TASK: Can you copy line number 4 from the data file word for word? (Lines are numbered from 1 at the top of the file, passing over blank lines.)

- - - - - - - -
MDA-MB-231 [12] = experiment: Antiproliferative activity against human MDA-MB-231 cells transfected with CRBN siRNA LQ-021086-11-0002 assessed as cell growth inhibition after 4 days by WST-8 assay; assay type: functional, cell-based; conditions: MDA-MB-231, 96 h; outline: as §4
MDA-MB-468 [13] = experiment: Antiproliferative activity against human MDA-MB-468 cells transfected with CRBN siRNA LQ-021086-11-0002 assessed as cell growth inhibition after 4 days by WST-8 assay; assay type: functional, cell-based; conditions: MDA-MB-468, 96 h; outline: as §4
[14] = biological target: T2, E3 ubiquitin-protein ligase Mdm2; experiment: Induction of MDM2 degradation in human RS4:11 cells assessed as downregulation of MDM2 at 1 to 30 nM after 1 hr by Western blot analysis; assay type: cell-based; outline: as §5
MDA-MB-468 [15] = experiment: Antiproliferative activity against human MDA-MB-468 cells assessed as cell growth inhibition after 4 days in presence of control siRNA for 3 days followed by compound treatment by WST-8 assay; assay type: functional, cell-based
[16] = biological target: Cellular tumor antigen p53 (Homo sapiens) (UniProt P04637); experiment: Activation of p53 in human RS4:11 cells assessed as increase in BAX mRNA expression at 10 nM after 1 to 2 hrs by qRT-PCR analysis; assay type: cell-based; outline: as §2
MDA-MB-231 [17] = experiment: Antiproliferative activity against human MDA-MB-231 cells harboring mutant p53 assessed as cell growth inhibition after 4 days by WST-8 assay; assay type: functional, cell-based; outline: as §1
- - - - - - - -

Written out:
MDA-MB-468 [15] = experiment: Antiproliferative activity against human MDA-MB-468 cells assessed as cell growth inhibition after 4 days in presence of control siRNA for 3 days followed by compound treatment by WST-8 assay; assay type: functional, cell-based